use of drugs at work

Using the National Household Surveys on Drug Abuse (NHSDA) of 2000 to 2001 and 2002 for examining the association between workplace drug testing and worker drug use. As a function of varying workplace drug policies, including drug testing, multivariate logistic regression models are estimated as to the likelihood of marijuana usage. Additional questions are asked regarding the severity of the penalty and the likelihood of detection to further evaluate the nature of the association.

The likelihood of individuals reporting past month marijuana use is significantly lower among those whose employers perform drug tests, even after controlling for a wide array of employee and job characteristics. There is however a large negative association for variables indicating whether the firm has a drug-education program, an employee assistance program, or a simple written policy prohibiting substance abuse. If these other workplace characteristics are taken into account, the testing differential is reduced, but not eliminated. Substantial penalties and frequent testing reduce the likelihood of workers using marijuana.

A large negative correlation between workplace drug testing and employee substance use in previous studies has been interpreted as a causal deterrent effect of workplace drug testing. Using more comprehensive data, we found that these estimates are slightly overstated by variables that have been omitted. Despite the fact that workplace drug testing appears to deter worker drug use, the overall results remain highly consistent with the hypothesis.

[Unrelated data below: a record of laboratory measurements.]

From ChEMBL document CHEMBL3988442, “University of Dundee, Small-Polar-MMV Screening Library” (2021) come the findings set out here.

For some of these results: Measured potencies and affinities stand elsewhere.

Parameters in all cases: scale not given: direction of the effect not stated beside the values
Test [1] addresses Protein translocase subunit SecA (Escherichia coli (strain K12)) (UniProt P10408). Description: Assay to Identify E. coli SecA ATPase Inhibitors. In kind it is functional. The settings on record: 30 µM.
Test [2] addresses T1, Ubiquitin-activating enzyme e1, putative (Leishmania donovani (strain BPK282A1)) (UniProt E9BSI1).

There is extensive evidence that workplace substance use can have serious impacts on firm profitability and productivity, as well as raise absenteeism and injury rates (National Research Council 1994 for a review). Several policies and programs have been implemented by employers to reduce employees’ substance abuse in part as a response to these costs. In the past two decades, employers have increasingly turned to drug testing programs in addition to education programs and written standards such as “Zero Tolerance” policies. The current report indicates that 46 percent of workers report that their employers provide drug testing, while others indicate that as many as 90 percent of Fortune 200 companies provide some type of drug testing (Flynn 1999). Employer drug testing has a straightforward rationale: by raising the perceived costs of substance abuse at the workplace, these programs aim to deter present and potential employees from consuming dangerous substances at work.

The anecdote evidence shows that supporters and opponents alike believe that workplace drug testing – which dramatically increased throughout the late 1980s and stayed constant throughout the 1990s – discourages employee drug use. Only three studies used nationally representative data to determine whether employee drug testing at large employers could deter employee drug use (Hoffmann and Larison 1999; SAMHSA 1999; and French, Roebuck, and Alexandre 2004). Each of these studies found that individuals whose employers test for drugs are less likely to use drugs. Negative testing/use correlations have been interpreted as representing a causal deterrent effect of testing.

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